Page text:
[T]he probability of COVID-19 in asymptomatic students attending in-person learning was consistently low — less than 0.5% — even before widespread vaccination. Using 0.5 as a (very) generous overestimate and a close-to-perfect (99% specific) diagnostic test, that means for every one true positive test, three will be false-positive. The true specificity of some polymerase chain reaction (PCR) tests is probably closer to 95% (in other words, still very good, but not quite so close to perfect). This more realistic estimate increases the proportion of false-positives test results even more — up to 14 false-positives for every real case of COVID-19 identified by the screening program. As case rates continue to decline, the ratio of real cases to false-positives only gets worse (and worse). Assuming a rate of 1 in 1,000 or 0.1% and a nearly perfect test, there are 14 false-positive tests for every real case found by a screening testing program, and 71 if we use the more realistic estimate of 95% specificity.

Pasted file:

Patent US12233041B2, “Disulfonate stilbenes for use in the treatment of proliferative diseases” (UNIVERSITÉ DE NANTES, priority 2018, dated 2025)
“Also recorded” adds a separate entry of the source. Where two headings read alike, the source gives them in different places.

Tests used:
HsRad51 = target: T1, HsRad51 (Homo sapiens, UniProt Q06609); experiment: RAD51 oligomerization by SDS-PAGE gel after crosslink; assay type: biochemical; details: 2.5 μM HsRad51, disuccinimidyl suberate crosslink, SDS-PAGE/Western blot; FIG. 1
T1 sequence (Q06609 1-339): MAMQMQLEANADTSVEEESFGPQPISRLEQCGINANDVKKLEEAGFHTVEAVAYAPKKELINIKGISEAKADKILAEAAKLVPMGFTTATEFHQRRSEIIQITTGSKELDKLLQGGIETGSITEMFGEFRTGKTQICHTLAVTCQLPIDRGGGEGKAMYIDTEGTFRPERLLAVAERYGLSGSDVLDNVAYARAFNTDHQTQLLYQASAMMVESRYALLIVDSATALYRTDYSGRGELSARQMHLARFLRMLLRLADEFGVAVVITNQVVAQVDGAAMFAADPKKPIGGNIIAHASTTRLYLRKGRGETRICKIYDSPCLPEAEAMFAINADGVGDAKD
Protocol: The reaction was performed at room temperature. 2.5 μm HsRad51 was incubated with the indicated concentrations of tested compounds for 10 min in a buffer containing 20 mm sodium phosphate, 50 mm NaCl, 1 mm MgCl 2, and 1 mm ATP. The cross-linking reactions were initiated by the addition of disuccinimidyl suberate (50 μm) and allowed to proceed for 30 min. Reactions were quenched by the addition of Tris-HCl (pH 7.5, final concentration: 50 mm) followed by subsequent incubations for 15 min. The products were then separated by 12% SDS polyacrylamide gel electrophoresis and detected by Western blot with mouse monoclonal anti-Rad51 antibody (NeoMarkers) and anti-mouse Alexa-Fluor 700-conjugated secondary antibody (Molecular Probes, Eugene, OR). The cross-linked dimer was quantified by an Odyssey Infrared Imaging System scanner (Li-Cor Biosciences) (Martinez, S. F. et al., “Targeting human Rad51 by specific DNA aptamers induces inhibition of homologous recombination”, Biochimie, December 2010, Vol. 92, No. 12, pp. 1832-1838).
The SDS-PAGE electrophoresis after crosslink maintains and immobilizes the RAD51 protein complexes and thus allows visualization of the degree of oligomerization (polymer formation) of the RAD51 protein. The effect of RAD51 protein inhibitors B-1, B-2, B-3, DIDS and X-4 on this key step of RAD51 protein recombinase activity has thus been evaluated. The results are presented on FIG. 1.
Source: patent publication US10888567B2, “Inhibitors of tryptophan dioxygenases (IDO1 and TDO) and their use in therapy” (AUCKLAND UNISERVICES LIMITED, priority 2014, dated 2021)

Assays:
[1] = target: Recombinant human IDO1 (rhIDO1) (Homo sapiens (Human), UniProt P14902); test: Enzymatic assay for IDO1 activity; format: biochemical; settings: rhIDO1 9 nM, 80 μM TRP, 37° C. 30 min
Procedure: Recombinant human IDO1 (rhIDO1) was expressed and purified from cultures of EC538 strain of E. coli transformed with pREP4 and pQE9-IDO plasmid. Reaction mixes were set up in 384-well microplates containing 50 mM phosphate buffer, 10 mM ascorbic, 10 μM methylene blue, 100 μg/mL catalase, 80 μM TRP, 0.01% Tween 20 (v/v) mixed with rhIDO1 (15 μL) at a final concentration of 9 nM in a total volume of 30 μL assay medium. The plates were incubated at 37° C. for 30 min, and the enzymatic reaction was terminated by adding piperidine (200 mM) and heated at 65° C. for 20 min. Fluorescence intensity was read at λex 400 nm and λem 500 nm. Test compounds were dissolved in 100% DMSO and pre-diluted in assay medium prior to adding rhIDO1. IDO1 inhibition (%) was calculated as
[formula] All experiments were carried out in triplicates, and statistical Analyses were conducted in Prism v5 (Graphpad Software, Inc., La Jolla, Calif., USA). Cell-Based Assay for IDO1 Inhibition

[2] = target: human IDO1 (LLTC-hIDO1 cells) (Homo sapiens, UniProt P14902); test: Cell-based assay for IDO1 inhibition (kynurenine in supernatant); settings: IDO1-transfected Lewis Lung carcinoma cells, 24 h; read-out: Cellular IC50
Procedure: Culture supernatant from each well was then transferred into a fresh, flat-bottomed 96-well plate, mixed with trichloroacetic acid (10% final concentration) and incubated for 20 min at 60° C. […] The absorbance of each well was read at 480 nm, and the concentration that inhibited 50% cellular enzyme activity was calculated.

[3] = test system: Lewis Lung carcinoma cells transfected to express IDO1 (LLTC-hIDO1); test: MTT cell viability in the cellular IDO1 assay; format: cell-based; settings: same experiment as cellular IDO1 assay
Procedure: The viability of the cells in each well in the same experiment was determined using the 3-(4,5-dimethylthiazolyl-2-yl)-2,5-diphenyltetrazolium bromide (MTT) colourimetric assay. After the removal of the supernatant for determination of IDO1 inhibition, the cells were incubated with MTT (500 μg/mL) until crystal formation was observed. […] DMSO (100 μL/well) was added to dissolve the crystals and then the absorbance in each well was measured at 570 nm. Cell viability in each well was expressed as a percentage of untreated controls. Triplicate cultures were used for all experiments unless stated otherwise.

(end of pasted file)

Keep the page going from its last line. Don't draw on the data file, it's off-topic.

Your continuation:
Here’s the basic math as to how this works. It’s based on the well-known epidemiological equation for calculating the chance of a test being right at various disease prevalence percentages. This is known as “positive predictive value” (PPV) for positive tests and “negative predictive value” (NPV) for negative tests.
If we have a test that is 99% specific to the Covid-19 virus, which means it will give a negative test result in 99% of the cases, we’ll get necessarily 1% false positives by random chance. In a population of 100 people being randomly tested we’ll get 1 false positive.
If the actual disease prevalence at that time was 10% we’d have one false positive and ten true positives, a 1 to 10 ratio — an acceptable ratio of false positives.
But what if the disease prevalence is only 1%? Now we have one false positive and one true positive and a ratio of 50% false positives. That’s not helpful since we have a coin flip chance of isolating and quarantining the wrong person, not to mention causing unnecessary fear and panic.